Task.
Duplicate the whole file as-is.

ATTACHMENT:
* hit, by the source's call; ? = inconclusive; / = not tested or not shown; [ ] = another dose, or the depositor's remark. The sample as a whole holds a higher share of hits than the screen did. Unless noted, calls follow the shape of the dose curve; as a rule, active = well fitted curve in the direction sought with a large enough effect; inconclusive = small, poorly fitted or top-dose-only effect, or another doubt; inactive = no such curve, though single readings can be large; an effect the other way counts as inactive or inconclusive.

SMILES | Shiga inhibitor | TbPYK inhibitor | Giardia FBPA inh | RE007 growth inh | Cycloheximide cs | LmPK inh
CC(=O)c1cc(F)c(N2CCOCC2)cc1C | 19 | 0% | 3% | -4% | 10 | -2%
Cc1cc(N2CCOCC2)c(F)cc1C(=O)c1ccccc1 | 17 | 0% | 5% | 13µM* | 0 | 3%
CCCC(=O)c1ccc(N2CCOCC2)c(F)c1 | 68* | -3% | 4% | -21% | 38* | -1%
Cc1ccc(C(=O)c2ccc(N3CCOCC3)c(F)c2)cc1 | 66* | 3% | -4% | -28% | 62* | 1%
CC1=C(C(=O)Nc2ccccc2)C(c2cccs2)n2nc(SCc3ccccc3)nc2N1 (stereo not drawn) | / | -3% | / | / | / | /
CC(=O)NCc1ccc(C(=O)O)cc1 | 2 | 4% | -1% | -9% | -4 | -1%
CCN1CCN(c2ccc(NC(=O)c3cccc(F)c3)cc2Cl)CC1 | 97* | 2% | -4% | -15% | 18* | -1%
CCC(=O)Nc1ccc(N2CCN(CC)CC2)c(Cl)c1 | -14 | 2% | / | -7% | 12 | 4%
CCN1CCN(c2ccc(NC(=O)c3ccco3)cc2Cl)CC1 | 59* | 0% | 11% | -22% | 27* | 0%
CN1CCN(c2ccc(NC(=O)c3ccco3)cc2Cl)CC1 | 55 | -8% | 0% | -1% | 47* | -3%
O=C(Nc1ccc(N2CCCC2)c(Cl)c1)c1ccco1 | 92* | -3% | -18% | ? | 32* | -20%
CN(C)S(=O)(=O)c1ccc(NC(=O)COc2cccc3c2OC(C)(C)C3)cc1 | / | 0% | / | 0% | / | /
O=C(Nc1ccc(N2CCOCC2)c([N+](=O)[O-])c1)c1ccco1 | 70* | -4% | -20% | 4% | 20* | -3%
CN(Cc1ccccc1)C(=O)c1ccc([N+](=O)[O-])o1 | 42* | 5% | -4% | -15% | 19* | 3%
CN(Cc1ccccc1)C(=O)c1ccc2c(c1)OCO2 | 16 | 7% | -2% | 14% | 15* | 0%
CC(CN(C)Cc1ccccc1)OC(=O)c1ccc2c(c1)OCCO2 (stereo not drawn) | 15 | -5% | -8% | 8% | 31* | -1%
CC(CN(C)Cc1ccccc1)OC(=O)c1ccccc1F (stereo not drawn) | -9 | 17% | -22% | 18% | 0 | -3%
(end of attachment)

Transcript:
* hit, by the source's call; ? = inconclusive; / = not tested or not shown; [ ] = another dose, or the depositor's remark. The sample as a whole holds a higher share of hits than the screen did. Unless noted, calls follow the shape of the dose curve; as a rule, active = well fitted curve in the direction sought with a large enough effect; inconclusive = small, poorly fitted or top-dose-only effect, or another doubt; inactive = no such curve, though single readings can be large; an effect the other way counts as inactive or inconclusive.

SMILES | Shiga inhibitor | TbPYK inhibitor | Giardia FBPA inh | RE007 growth inh | Cycloheximide cs | LmPK inh
CC(=O)c1cc(F)c(N2CCOCC2)cc1C | 19 | 0% | 3% | -4% | 10 | -2%
Cc1cc(N2CCOCC2)c(F)cc1C(=O)c1ccccc1 | 17 | 0% | 5% | 13µM* | 0 | 3%
CCCC(=O)c1ccc(N2CCOCC2)c(F)c1 | 68* | -3% | 4% | -21% | 38* | -1%
Cc1ccc(C(=O)c2ccc(N3CCOCC3)c(F)c2)cc1 | 66* | 3% | -4% | -28% | 62* | 1%
CC1=C(C(=O)Nc2ccccc2)C(c2cccs2)n2nc(SCc3ccccc3)nc2N1 (stereo not drawn) | / | -3% | / | / | / | /
CC(=O)NCc1ccc(C(=O)O)cc1 | 2 | 4% | -1% | -9% | -4 | -1%
CCN1CCN(c2ccc(NC(=O)c3cccc(F)c3)cc2Cl)CC1 | 97* | 2% | -4% | -15% | 18* | -1%
CCC(=O)Nc1ccc(N2CCN(CC)CC2)c(Cl)c1 | -14 | 2% | / | -7% | 12 | 4%
CCN1CCN(c2ccc(NC(=O)c3ccco3)cc2Cl)CC1 | 59* | 0% | 11% | -22% | 27* | 0%
CN1CCN(c2ccc(NC(=O)c3ccco3)cc2Cl)CC1 | 55 | -8% | 0% | -1% | 47* | -3%
O=C(Nc1ccc(N2CCCC2)c(Cl)c1)c1ccco1 | 92* | -3% | -18% | ? | 32* | -20%
CN(C)S(=O)(=O)c1ccc(NC(=O)COc2cccc3c2OC(C)(C)C3)cc1 | / | 0% | / | 0% | / | /
O=C(Nc1ccc(N2CCOCC2)c([N+](=O)[O-])c1)c1ccco1 | 70* | -4% | -20% | 4% | 20* | -3%
CN(Cc1ccccc1)C(=O)c1ccc([N+](=O)[O-])o1 | 42* | 5% | -4% | -15% | 19* | 3%
CN(Cc1ccccc1)C(=O)c1ccc2c(c1)OCO2 | 16 | 7% | -2% | 14% | 15* | 0%
CC(CN(C)Cc1ccccc1)OC(=O)c1ccc2c(c1)OCCO2 (stereo not drawn) | 15 | -5% | -8% | 8% | 31* | -1%
CC(CN(C)Cc1ccccc1)OC(=O)c1ccccc1F (stereo not drawn) | -9 | 17% | -22% | 18% | 0 | -3%